Review by Peter Travers, Rolling Stone, 11/20/03
Just when you thought Sean Penn had the Best Actor Oscar locked up for his career high in Mystic River, along comes tough competition: himself. In this scorcher of a drama from Mexican director Alejandro González Iñárritu—it's only his second film, after the brilliant Amores Perros, and his first in English—Penn burns with ferocity and feeling as Paul, a math professor faced with the possibility of death after a heart transplant. His wife (Charlotte Gainsbourg) wants to have a baby, something of him left behind. Paul sees spirituality in terms of numbers, the twenty-one grams (the weight of a hummingbird, a chocolate bar or a stack of five nickels) that leave our bodies at death. Is it the weight of the soul?
Clearly, Iñárritu and screenwriter Guillermo Arriaga aren't afraid of tackling big issues or splintering a plot—as they did in Amores Perros—to make audiences work at putting the pieces together. They intensify the puzzle by adding two equally damaged characters. Cristina (Naomi Watts), an ex-junkie, is the widow of the man whose heart Paul carries. Jack (Benicio Del Toro), the cause of the heart donor's death, is an ex-con Jesus freak and alcoholic who loves and menaces his two kids and his wife (Melissa Leo, in a staggering portrayal of conflicted devotion). How these characters—all kicked hard by fate—unite in a brutal, erotic and achingly tender dance of death is for the film to tell you, not a review.
But know this: You won't see more explosive acting this year. Penn's continuing mastery of his craft amazes. Del Toro gets so far inside this ruined hulk that you flinch; he's astonishing. And Watts is miraculous in an all-stops-out performance that bleeds with anger, guilt, sexual hunger and incalculable loss. That Iñárritu shapes something redemptive out of blasted lives is proof that he is a filmmaker of rare and startling grace.
Review by J. Hoberman, The Village Voice, 11/19/03
Predicated on the magic of disjunctive editing, Alejandro González Iñárritu's 21 Grams is as much jigsaw puzzle as movie. This fractured soap opera demands an active viewer. The soundtrack hiss at the New York Film Festival press screening was the whisper of people explaining it to each other.
No less showy than the young Mexican director's 2000 debut, Amores Perros, but not nearly so brutal, 21 Grams (written by Guillermo Arriaga, who also scripted Amores Perros) opens somewhere in America with Paul (Sean Penn) and Cristina (Naomi Watts) alone together in bed; the movie spends much of the next two hours working its way back (or forward) to that scene. The first 30 minutes are a bewildering but not uninteresting succession of inexplicable situations involving spouses, children, hospitals, drugs, and the tormented ex-con former gangbanger turned Pentecostal, Jack (Benicio Del Toro).Iñárritu's tight camera focuses attention on the individuals rather than their context; his movie unfolds as a series of sharp vignettes, similar to Steven Soderbergh's Traffic (also edited by Stephen Mirrione). Paul is seen awaiting a heart transplant, donating sperm, and suffering from a beating—not necessarily in that order. Cristina is shown haggardly coking up and cheerily packing her kids off to school. Paul's angry wife (Charlotte Gainsbourg) wants to get pregnant by her dying husband. Jack languishes in jail and gets fired as a caddie because the country club swells object to his neck tattoo. Despite the unsorted jumble of temporal and causal relations, there is the sense that some fragile security is about to be destroyed. The mysteries deepen even after it becomes apparent that Cristina's family has been obliterated by an accident that, as in Amores Perros, provides a mystical link between the three principals.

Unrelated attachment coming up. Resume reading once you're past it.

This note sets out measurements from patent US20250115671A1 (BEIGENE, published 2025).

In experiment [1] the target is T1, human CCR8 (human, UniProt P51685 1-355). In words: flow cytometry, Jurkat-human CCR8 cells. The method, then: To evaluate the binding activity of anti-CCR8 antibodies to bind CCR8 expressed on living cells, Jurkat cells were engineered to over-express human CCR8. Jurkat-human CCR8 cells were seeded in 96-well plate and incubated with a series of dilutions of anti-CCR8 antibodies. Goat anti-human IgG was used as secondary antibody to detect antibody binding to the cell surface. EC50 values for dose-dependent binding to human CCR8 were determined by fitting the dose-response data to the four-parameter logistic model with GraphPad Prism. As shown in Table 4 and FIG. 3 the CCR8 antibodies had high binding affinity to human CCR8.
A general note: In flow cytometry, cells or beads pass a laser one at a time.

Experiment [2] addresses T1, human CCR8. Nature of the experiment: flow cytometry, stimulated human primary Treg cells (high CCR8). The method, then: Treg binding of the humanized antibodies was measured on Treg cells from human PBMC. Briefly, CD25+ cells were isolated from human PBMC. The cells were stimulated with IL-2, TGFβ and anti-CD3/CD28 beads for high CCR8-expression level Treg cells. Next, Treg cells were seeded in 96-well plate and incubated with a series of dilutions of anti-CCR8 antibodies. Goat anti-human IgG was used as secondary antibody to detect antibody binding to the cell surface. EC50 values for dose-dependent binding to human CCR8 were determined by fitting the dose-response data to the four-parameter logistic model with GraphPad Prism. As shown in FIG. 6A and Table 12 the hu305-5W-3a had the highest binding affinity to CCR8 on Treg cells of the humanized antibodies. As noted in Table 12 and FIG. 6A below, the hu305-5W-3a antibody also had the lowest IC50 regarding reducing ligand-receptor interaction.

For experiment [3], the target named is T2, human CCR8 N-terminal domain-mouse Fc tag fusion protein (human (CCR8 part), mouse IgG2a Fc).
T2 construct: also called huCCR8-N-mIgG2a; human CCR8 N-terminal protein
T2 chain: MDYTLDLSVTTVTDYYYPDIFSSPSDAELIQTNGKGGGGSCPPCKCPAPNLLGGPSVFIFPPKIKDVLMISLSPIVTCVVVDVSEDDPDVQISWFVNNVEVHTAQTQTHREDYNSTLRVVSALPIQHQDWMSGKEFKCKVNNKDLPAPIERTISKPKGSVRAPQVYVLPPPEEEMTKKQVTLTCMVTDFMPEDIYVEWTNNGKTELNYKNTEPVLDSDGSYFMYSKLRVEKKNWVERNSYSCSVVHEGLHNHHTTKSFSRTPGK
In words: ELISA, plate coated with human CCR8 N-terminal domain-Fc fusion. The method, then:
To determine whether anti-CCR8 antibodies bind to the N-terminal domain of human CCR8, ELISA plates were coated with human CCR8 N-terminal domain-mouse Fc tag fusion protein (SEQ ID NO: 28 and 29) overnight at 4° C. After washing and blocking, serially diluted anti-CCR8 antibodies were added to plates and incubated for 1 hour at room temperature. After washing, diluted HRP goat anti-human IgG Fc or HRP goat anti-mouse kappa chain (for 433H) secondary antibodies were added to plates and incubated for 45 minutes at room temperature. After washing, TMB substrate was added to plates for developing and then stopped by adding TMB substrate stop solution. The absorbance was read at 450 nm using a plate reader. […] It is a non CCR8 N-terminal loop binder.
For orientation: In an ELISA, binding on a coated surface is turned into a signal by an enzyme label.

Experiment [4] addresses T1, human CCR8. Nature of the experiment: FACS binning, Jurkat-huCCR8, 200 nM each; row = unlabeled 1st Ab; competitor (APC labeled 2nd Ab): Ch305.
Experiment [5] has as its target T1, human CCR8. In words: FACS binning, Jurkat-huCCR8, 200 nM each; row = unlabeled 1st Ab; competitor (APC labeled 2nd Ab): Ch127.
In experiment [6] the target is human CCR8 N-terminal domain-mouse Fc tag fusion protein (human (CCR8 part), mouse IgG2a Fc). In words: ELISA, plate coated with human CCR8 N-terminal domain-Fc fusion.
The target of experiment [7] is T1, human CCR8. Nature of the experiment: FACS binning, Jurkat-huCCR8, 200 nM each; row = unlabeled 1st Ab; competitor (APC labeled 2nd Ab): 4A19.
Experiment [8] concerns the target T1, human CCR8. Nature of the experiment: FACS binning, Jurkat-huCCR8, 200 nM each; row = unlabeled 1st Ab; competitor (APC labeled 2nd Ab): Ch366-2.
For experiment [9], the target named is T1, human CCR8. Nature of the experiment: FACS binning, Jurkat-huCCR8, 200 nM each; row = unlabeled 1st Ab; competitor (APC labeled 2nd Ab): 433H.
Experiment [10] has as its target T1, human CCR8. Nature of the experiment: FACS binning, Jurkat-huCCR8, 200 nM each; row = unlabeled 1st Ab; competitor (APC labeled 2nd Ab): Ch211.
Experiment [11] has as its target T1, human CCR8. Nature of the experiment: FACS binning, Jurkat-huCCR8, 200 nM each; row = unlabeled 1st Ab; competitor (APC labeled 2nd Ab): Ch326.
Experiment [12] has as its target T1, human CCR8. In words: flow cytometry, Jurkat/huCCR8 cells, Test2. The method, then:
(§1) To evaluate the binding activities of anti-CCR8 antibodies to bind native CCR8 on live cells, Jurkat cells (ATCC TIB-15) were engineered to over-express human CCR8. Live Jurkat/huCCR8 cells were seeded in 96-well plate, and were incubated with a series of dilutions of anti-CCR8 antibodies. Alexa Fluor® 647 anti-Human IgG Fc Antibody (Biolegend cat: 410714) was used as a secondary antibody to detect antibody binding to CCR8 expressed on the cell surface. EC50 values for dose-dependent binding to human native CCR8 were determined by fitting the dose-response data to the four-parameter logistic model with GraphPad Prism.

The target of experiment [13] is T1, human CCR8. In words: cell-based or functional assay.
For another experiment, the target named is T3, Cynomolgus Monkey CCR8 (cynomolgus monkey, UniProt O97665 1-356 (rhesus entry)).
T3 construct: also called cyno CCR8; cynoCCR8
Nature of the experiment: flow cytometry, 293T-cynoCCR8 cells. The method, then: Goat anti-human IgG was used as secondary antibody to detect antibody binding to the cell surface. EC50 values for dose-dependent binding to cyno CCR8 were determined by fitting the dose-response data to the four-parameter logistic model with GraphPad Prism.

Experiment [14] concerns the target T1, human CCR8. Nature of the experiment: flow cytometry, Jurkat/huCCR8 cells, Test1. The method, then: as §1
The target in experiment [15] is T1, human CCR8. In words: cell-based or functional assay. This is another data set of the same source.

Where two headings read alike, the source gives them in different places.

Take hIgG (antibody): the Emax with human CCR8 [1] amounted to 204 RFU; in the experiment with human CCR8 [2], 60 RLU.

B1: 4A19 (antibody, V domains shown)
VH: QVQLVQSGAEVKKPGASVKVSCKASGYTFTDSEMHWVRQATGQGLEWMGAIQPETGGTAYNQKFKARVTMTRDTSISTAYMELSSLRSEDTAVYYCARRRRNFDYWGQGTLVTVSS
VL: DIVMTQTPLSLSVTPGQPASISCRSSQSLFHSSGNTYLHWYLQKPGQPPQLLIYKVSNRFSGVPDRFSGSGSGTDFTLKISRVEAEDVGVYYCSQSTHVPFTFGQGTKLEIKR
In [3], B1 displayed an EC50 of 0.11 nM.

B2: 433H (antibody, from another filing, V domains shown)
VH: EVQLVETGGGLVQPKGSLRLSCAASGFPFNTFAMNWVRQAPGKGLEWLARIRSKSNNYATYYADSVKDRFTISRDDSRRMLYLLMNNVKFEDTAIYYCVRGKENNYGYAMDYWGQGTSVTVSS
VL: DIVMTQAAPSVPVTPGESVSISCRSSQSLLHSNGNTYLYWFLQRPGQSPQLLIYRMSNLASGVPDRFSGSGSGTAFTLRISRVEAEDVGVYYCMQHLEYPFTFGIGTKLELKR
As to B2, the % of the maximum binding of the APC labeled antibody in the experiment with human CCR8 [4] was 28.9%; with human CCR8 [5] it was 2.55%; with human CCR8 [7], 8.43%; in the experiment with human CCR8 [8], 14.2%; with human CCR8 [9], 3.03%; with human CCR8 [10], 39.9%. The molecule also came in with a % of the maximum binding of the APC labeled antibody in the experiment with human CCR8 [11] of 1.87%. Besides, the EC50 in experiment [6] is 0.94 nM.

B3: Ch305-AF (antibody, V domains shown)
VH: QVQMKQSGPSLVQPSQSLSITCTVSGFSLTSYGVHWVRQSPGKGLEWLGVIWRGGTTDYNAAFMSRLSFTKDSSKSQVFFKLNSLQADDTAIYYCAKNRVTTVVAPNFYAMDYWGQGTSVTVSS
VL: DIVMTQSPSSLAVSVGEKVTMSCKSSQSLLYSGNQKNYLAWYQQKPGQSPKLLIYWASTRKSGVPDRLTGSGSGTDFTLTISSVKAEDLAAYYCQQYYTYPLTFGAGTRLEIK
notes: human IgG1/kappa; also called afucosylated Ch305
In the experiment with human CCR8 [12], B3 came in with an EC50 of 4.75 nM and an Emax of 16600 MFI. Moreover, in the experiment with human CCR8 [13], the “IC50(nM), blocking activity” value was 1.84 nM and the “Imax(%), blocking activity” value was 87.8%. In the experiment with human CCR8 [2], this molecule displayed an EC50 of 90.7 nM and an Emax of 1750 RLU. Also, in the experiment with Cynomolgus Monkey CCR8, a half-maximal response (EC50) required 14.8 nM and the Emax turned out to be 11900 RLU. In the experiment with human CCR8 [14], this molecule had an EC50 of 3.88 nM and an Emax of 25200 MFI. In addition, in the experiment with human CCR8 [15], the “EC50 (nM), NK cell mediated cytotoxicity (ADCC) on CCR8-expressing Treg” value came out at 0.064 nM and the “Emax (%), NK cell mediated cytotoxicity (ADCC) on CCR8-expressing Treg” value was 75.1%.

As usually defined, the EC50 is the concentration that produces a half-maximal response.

As Jack agonizes over his "duty to God" and Paul ponders his debt to his anonymous heart donor—the same premise employed by Clint Eastwood in Blood Work—Iñárritu ruminates upon the mystery of life. Accident or divine plan? Paul, a mathematician, flirtatiously tells Cristina that "there are so many things that have to happen for two people to meet." (He doesn't mention that he's hired a private detective to facilitate their crossed paths.) The movie's dubious philosophical treatise draws conviction from its high-powered cast—although no one could make convincing Penn's final voice-over, explaining the title as the mass the body loses at death. Watts, who has the most difficult scenes, is splendidly mercurial; what's surprising is that those professional storm clouds Penn and Del Toro are here as powerfully restrained as she is electrifying. (All three won acting awards when 21 Grams was shown in competition at the Venice Film Festival.)